The opinion of the court was delivered by: SUGARMAN
Plaintiff, Jeannette Wachter Fetter sues the Veterans Administration and 'F' McCullough and the United States of America in an action on a policy of National Service Life Insurance on the life of her late brother, Henry Wachter, who lost his life in action in 1944.
In the first claim against all defendants the plaintiff alleges that her late brother did everything he could to increase his insurance coverage from $ 3,000 to $ 10,000 and she seeks reformation of the contract from $ 3,000 to $ 10,000 coverage.
In the second claim against defendant McCullough the plaintiff claims that he, as the military officer in charge of processing her brother's request for an increase in National Service Life Insurance coverage, was careless and negligent and failed to effectuate the increase to plaintiff's damage in the amount of $ 7,000.
In the third claim against defendant United States of America the plaintiff substantially repeats the first two claims and demands judgment against the United States for $ 7,000.
The defendants Veterans Administration and United States move 'for an order pursuant to Rule 12(b) of the Federal Rules of Civil Procedure, dismissing the complaint as to the defendants Veterans Administration and the United States of America, on the ground (1) that the Court lacks jurisdiction to entertain this action in that the action was not commenced within the time specified by Title 38 U.S.C. Section 445; (2) that the Court lacks jurisdiction over the defendant Veterans Administration in that the Veterans Administration is not a suable entity; and (3) that the complaint fails to state a claim upon which relief can be granted.'
The defendant 'F' (Francis) McCullough moves 'for an order dismissing the action as to the said defendant Francis McCullough, named herein as 'F' McCullough, pursuant to Rule 12 of the Federal Rules of Civil Procedure upon the grounds (1) that this Court lacks jurisdiction of the action alleged against said defendant and (2) the complaint fails to state a claim against said defendant upon which relief can be granted and for such other and further relief as to the Court may seem just and proper in the premises.'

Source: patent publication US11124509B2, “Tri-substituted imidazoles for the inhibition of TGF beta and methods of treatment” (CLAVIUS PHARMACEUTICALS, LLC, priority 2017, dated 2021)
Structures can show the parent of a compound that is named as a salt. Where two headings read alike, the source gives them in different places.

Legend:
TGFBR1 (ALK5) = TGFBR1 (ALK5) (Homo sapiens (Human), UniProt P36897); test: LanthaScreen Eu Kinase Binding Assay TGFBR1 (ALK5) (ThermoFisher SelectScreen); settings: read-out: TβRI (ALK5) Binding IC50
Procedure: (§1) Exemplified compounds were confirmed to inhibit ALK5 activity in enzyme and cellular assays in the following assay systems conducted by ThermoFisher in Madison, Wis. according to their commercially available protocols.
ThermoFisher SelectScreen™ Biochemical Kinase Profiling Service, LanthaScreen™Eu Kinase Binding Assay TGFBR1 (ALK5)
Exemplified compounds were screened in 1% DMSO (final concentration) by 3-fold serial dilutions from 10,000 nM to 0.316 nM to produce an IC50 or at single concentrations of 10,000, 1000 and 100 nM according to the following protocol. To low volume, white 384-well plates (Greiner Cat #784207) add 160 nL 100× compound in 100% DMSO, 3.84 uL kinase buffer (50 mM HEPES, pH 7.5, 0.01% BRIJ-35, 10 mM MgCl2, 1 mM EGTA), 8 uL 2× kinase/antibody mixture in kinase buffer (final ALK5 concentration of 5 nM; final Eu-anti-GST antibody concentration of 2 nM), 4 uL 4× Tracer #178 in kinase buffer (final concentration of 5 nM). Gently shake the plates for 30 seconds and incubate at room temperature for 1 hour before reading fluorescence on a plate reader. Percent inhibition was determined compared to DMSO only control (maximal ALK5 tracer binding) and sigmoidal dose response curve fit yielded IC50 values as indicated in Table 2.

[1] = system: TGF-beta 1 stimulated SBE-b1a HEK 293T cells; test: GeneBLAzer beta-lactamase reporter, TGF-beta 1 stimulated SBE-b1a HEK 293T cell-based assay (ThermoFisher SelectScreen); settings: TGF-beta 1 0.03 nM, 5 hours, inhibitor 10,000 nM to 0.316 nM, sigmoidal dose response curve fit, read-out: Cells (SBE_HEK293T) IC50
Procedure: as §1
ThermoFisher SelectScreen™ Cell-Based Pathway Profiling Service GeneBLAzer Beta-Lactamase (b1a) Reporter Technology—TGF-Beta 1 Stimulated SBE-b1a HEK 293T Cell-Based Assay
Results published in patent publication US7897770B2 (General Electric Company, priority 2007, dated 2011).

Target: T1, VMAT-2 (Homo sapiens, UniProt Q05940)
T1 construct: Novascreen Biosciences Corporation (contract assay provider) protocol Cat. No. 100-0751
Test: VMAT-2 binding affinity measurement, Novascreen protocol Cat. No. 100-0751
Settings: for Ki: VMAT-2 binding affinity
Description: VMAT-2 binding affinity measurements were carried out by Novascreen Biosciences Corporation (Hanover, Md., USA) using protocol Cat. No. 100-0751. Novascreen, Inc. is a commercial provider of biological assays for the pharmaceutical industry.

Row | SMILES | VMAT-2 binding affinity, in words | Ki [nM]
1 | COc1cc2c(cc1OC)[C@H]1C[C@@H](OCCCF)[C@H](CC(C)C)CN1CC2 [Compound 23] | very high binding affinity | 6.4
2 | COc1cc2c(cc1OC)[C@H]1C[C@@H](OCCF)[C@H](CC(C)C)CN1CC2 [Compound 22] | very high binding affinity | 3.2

The motion of the defendant McCullough to dismiss the complaint is granted on the ground of lack of jurisdiction of the subject matter.
Diversity of citizenship between plaintiff and defendant McCullough is not alleged and said defendant's affidavit averring New York residence of both plaintiff and said defendant remains uncontradicted. In the absence of any assertion to the contrary, the plaintiff having sued the other defendants in this court, will be presumed to reside in this district.
Nor does the complaint allege 'Federal question' jurisdiction against defendant McCullough even though it recites that 'plaintiff's claim against the Veterans Administration arises under Title 38, United States Code, Chapter 10, Section 445 thereof, * * *'. Under that section the only defendants other than the United States who may be brought in are 'all persons having or claiming to have an interest in such insurance * * *.' Obviously defendant McCullough is not within this class.
It is unnecessary to determine whether the complaint states a claim upon which relief can be granted.
The motion to dismiss the first claim against the Veterans Administration is granted because the court lacks jurisdiction of the person of that defendant.
The motion to dismiss the third claim against the United States is denied. This 'count', liberally construed, states a claim.
Whether the claim is time barred depends on when the Administrator of Veterans Affairs or someone acting in his behalf sent plaintiff a notice of denial
of her claim allegedly filed in 1945. Until such notice was sent the time limitation was suspended.
The papers submitted do not show ...